Giving thanks and being people of gratitude is something that the Scriptures call us to as a people. In one sense, thanksgiving, is part of the character of the Christian church and the character of the Chrisitan.
So why is there a day set apart? Why is there a holiday, especially if Presbyterians do not have "special days" or "holy days" in the life of the church?
In many ways, Thanksgiving is our holiday--the Presbyterian holiday. The Westminster Confession of Faith, the most staunch defender of worship regulated by the Bible alone (including a cappella psalmody and no holy days) has this line calling on the church to include days set apart for either fasting or feasting: "...solemn fastings (Est. 4:16; Joel 2:12; Mat. 9:15; 1 Cor. 7:5), and thanksgivings upon several occasions (Est. 9:22; Psa 107 throughout); which are, in their several times and seasons, to be used in an holy and religious manner (WCF 21.5)." This line came into Presbyterianism through the Church of England's first edition of the Book of Common Prayer, which came to the English people with the help of English refugees in Geneva, under John Calvin. Thanksgiving Day--or more specifically--Days of Thanksgiving are reformed holidays. Due to having a reformed heritage, the Pilgrims (who were separatists, not Puritans) when they came to the new world, because of their regulated worship heritage, called for a Day of Thanksgiving following a dreadful and deadly first winter.
The Scriptures allow for sessions, presbyteries, and even the civil magistrate to call for these religious days of feasting and fasting to be observed. We have done feasting well; fasting not so much.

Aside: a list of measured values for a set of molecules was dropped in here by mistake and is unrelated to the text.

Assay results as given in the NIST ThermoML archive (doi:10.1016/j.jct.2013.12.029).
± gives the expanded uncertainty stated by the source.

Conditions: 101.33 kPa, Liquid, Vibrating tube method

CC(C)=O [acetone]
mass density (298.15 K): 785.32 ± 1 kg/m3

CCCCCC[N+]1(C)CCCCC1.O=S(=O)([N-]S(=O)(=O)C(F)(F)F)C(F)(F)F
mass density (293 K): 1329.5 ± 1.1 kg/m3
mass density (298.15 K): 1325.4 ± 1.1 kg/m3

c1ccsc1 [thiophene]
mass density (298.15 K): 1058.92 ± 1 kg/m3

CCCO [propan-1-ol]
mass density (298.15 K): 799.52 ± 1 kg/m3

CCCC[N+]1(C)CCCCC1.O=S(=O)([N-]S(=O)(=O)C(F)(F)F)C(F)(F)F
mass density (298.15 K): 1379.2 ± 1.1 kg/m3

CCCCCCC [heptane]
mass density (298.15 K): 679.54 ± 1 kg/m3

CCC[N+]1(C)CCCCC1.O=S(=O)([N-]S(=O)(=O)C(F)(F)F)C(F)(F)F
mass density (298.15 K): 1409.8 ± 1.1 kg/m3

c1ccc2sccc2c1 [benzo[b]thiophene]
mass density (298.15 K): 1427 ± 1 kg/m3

So as you celebrate with friends, loved ones, and family today, remember that our first duty on Days of Thanksgiving is to give thanks to God--the God of the Bible.
The 1646 Westminster Directory of Publick Worship, exhorted believers to remember to celebrate with eating and drinking in a spiritual way rather than carnal. The Directory says, "But the minister (before their dismission) is solemnly to admonish them to beware of all excess and riot, tending to gluttony or drunkenness, and much more of these sins themselves, in their eating and refreshing; and to take care that their mirth and rejoicing be not carnal, but spiritual, which may make God’s praise to be glorious, and themselves humble and sober; and that both their feeding and rejoicing may render them more cheerful and enlarged..."
As you celebrate today, do so knowing that God is worthy of praise and glorious. For we are a people with much for which to be thankful; our God is faithful and God and worthy of praise.